Last time we wrote about the Album of the Week, a little more than a week ago (so sue me!), we wrote about Fred Waring and the Pennsylvanians. There’s more than an indirect connection to this week’s Album of the Week from that recording; as I noted then, Waring gave Robert Shaw his first job, asking the newly minted graduate of Pomona College to assemble and train a glee club for him.

That was the first of a series of groups led by the young, charismatic musician, culminating in the 1990s in the Robert Shaw Festival Chorus, an invitational choir that assembled each summer for workshops with Shaw in France (and in which many choral musicians in my life, including John Liepold, Bruce Tammen, and Christine Goerke participated). But probably the best known of Shaw’s groups was the Robert Shaw Chorale, the artists behind today’s recording.

Shaw became legendary for his ability to take ordinary—especially amateur— musicians and get extraordinary performances from them. I recall him telling the Cathedral Choral Society when we sang under his direction, either in 1995 or 1999, that “choral music is like sex. Both are far too important to be left solely to professionals.” He meant that it was important to perform with skill but maybe more important to perform with sheer love of music.

That sheer love of music comes through in this recording. There aren’t elaborate arrangements or unusual repertoire on the album. Most of the tracks consist of a few verses of familiar hymns or carols; there are 25 different carols in just over 33 minutes represented here. And, while I don’t often commend albums for just listening, this is one that I wholeheartedly recommend putting on and just listening. Enjoy…

Side one, part 1:

Side 1, Part 2:

Side 2, Part 1:

Side 2, Part 2:

Fred Waring and the Pennsylvanians, The Sounds of Christmas

Album of the Week, December 17, 2022

I knew of Fred Waring before I heard his music. Popular radio (and later television) show. First employer of Robert Shaw, who put together and trained Waring’s Glee Club as a kid fresh out of Pomona College in 1938. Even, improbably, major contributor to 20th century cocktail culture, via the invention of the Waring Blendor, and indirectly to the development of the polio vaccine as Waring Blendors were used in the lab in the production of Jonas Salk’s vaccines.

But I had never heard Fred Waring. Then, somehow, I came across this album, a 1959 session for Capitol Records . Friend, I was not prepared. It comes on gangbusters, with a sound effects track of a train passing, bells ringing, carols singing, and probably barnyard animals too. There’s an immediate segue into a jolly rendition of “Ring Those Christmas Bells,” which I first sang with the Boston Pops years ago, not knowing its connection to this record.

And then? By all that’s holy, the carolers break into Alfred Burt’s “Caroling, Caroling.” I sang Alfred Burt’s carols as a high schooler in the church choir at Denbigh Presbyterian Church, but had never really heard them on record. This album gives a full Robert Shaw Chorale-style performance to the carol, and makes you believe that the carolers are just standing outside the window, thanks to some interesting studio magic.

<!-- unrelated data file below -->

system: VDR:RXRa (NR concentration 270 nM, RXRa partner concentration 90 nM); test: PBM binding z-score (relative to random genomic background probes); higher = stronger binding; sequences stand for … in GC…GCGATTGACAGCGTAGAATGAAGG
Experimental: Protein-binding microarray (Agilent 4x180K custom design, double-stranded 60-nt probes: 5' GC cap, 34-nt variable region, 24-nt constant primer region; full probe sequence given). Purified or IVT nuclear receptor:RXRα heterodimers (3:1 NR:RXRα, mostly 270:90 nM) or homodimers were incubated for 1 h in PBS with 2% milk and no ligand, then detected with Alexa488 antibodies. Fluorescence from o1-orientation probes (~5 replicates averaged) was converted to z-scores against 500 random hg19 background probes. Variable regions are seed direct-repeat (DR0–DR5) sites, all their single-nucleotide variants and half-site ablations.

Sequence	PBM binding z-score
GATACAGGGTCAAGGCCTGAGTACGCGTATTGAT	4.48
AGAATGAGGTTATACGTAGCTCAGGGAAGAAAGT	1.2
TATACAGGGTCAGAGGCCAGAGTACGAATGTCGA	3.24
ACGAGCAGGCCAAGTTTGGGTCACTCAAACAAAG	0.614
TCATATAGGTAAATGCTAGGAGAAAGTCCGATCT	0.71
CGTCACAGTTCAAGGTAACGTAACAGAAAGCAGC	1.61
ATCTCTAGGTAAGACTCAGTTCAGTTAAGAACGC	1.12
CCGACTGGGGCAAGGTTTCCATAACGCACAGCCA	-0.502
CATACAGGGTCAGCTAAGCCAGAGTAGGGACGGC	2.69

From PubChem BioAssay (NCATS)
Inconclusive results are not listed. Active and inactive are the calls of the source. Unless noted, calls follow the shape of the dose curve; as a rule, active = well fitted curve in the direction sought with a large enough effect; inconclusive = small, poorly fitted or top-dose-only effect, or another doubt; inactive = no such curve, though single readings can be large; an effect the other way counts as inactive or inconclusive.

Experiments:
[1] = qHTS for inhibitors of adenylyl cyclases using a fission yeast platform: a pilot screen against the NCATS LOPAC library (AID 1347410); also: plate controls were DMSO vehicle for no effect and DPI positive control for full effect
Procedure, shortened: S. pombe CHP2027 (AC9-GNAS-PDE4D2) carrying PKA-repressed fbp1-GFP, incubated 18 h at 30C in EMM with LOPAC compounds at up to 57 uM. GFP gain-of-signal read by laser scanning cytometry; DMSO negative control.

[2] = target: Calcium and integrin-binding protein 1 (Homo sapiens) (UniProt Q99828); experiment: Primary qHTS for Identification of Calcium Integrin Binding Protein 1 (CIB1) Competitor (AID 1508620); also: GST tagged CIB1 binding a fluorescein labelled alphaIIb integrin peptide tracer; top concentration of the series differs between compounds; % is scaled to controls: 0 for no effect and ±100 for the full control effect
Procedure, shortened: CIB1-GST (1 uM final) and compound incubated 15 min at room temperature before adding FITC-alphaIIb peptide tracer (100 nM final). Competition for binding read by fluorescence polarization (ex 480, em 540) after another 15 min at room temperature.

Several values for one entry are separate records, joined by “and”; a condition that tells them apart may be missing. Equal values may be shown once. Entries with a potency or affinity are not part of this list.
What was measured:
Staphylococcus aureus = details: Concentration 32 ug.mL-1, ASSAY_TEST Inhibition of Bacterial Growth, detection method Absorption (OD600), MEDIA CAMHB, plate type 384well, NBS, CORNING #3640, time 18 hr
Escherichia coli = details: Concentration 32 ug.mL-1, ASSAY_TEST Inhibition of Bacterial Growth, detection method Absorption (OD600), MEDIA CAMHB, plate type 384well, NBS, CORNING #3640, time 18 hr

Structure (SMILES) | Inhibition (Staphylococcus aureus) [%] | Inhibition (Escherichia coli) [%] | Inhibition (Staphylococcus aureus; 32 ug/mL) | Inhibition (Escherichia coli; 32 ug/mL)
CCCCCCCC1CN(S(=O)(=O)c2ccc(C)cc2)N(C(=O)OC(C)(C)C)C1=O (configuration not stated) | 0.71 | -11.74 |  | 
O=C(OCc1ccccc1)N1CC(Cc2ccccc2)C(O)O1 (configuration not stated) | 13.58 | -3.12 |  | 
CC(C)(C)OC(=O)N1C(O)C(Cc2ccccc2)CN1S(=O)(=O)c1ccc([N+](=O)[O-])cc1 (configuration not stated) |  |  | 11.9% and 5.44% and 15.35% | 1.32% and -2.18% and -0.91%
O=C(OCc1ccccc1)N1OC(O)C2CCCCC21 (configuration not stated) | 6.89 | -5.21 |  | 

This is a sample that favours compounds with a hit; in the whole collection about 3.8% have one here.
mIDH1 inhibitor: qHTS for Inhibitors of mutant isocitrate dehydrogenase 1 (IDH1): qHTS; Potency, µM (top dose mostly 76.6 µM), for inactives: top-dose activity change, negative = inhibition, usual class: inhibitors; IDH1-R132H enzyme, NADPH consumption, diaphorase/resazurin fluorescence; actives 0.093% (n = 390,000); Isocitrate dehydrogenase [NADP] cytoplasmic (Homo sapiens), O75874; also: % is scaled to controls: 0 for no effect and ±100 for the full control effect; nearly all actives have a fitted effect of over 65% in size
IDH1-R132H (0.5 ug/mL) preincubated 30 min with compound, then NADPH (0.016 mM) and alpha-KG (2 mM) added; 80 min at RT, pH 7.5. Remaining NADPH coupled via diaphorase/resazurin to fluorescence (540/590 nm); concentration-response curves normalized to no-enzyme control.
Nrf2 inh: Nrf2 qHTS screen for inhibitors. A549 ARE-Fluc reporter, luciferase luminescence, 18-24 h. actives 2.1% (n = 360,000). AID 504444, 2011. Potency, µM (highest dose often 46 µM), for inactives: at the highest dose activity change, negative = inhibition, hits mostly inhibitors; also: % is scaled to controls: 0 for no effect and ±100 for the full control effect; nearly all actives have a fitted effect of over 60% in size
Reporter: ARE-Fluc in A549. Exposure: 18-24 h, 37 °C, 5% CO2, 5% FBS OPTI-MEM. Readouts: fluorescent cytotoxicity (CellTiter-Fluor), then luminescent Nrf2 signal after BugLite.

An aside about that: If you insist on the purity of live recording without recording trickery, this is not the album for you. Here choirs of children are doused with reverb to simulate outdoor performance down an echoing street — or maybe at the other end of a church? Tracks are stitched together without a break, giving the impression of a television variety show that is being sped up for rebroadcast. And those bells and trains return from time to time to remind you of the artificiality of the whole thing. This is a record that revels in audio montages, recapitulations, and other reminders that you should really go out and get that television set like the Joneses down the street.

I don’t mean to sound Grinchy. There are some truly magnificent choral performances on this album; in addition to “Caroling, Caroling,” other Alfred Burt compositions include “O Hearken Ye,” “The Star Carol,” “Jesu Parvule,” and “Bright, Bright the Holly Berries.” There’s a spine-tingling alto solo on “I Wonder as I Wander” and a gospel rave-up on “Go Where I Send Thee” that has me shouting along. Unfortunately the latter is preceded by one of the rare missteps on the album, an otherwise vocally impeccable performance of “Rise Up, Shepherd, and Follow” that is performed in dialect.

But overall the album wraps you in a kind of woozy mid-century cocoon woven of equal parts sincerity, joy, and made-for-radio sonic joy. And isn’t that what some kinds of Christmas music are all about, Charlie Brown?

You can hear the album here:

Boston Camerata, A Renaissance Christmas (1974)

Album of the Week, December 10, 2022

The Boston Camerata was founded in 1954, but they didn’t enter my consciousness until the late 1970s, when my mother brought home a copy of Sing We Noel. The record, an unexpected combination of medieval and Renaissance English carols and 19th century American hymns for Christmas, was a hit in our house, sparking my love of Middle English (I can still sing “Nova, nova: aue fitt ex Eva” in the original from memory, and brought “Nowell, Out of Your Slepe” to the Suspicious Cheese Lords), early American hymnody (“Sherburne,” anyone?), and the Boston Camerata. Our household bought both the follow-up records on Nonesuch: A Renaissance Christmas and A Medieval Christmas, and I followed the group to their recordings for Erato and other labels. I’ve taken my kids to see them here in Boston. (I’ve also developed working relationships with at least one musician on that original series of recordings; the Virginia Glee Club’s director Frank Albinder sang as a graduate student on A Renaissance Christmas.)